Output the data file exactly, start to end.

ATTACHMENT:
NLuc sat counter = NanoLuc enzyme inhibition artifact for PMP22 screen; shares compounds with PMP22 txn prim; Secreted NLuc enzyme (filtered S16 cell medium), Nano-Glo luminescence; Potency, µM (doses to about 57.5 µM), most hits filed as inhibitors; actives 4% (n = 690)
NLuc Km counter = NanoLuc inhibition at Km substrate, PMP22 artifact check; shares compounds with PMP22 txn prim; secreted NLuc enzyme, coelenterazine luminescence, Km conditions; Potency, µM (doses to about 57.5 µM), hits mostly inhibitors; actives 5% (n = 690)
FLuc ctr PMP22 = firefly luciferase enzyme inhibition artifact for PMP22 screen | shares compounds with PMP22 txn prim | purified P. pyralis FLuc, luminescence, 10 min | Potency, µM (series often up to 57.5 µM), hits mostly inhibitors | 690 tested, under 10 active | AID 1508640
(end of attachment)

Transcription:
NLuc sat counter = NanoLuc enzyme inhibition artifact for PMP22 screen; shares compounds with PMP22 txn prim; Secreted NLuc enzyme (filtered S16 cell medium), Nano-Glo luminescence; Potency, µM (doses to about 57.5 µM), most hits filed as inhibitors; actives 4% (n = 690)
NLuc Km counter = NanoLuc inhibition at Km substrate, PMP22 artifact check; shares compounds with PMP22 txn prim; secreted NLuc enzyme, coelenterazine luminescence, Km conditions; Potency, µM (doses to about 57.5 µM), hits mostly inhibitors; actives 5% (n = 690)
FLuc ctr PMP22 = firefly luciferase enzyme inhibition artifact for PMP22 screen | shares compounds with PMP22 txn prim | purified P. pyralis FLuc, luminescence, 10 min | Potency, µM (series often up to 57.5 µM), hits mostly inhibitors | 690 tested, under 10 active | AID 1508640